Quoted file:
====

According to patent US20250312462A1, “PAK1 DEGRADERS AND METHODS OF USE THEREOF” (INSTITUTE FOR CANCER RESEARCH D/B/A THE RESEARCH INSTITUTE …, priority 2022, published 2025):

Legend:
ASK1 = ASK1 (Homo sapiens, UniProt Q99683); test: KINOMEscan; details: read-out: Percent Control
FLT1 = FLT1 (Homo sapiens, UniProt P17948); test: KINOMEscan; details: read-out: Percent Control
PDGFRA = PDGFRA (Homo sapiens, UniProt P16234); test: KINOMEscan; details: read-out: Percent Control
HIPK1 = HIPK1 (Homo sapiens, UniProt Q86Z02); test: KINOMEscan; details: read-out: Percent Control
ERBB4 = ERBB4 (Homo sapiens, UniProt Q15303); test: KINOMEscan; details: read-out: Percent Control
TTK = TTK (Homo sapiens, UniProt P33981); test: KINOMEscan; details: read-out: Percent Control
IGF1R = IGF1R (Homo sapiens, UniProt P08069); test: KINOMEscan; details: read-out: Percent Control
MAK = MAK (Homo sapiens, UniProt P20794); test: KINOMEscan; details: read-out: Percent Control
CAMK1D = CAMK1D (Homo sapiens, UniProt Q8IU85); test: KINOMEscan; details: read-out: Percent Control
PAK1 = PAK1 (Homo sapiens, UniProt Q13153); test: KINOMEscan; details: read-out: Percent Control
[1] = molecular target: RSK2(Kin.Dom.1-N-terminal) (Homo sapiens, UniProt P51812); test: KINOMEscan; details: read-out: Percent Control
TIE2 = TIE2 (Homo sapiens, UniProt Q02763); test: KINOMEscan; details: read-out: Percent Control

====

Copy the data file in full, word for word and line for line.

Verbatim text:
According to patent US20250312462A1, “PAK1 DEGRADERS AND METHODS OF USE THEREOF” (INSTITUTE FOR CANCER RESEARCH D/B/A THE RESEARCH INSTITUTE …, priority 2022, published 2025):

Legend:
ASK1 = ASK1 (Homo sapiens, UniProt Q99683); test: KINOMEscan; details: read-out: Percent Control
FLT1 = FLT1 (Homo sapiens, UniProt P17948); test: KINOMEscan; details: read-out: Percent Control
PDGFRA = PDGFRA (Homo sapiens, UniProt P16234); test: KINOMEscan; details: read-out: Percent Control
HIPK1 = HIPK1 (Homo sapiens, UniProt Q86Z02); test: KINOMEscan; details: read-out: Percent Control
ERBB4 = ERBB4 (Homo sapiens, UniProt Q15303); test: KINOMEscan; details: read-out: Percent Control
TTK = TTK (Homo sapiens, UniProt P33981); test: KINOMEscan; details: read-out: Percent Control
IGF1R = IGF1R (Homo sapiens, UniProt P08069); test: KINOMEscan; details: read-out: Percent Control
MAK = MAK (Homo sapiens, UniProt P20794); test: KINOMEscan; details: read-out: Percent Control
CAMK1D = CAMK1D (Homo sapiens, UniProt Q8IU85); test: KINOMEscan; details: read-out: Percent Control
PAK1 = PAK1 (Homo sapiens, UniProt Q13153); test: KINOMEscan; details: read-out: Percent Control
[1] = molecular target: RSK2(Kin.Dom.1-N-terminal) (Homo sapiens, UniProt P51812); test: KINOMEscan; details: read-out: Percent Control
TIE2 = TIE2 (Homo sapiens, UniProt Q02763); test: KINOMEscan; details: read-out: Percent Control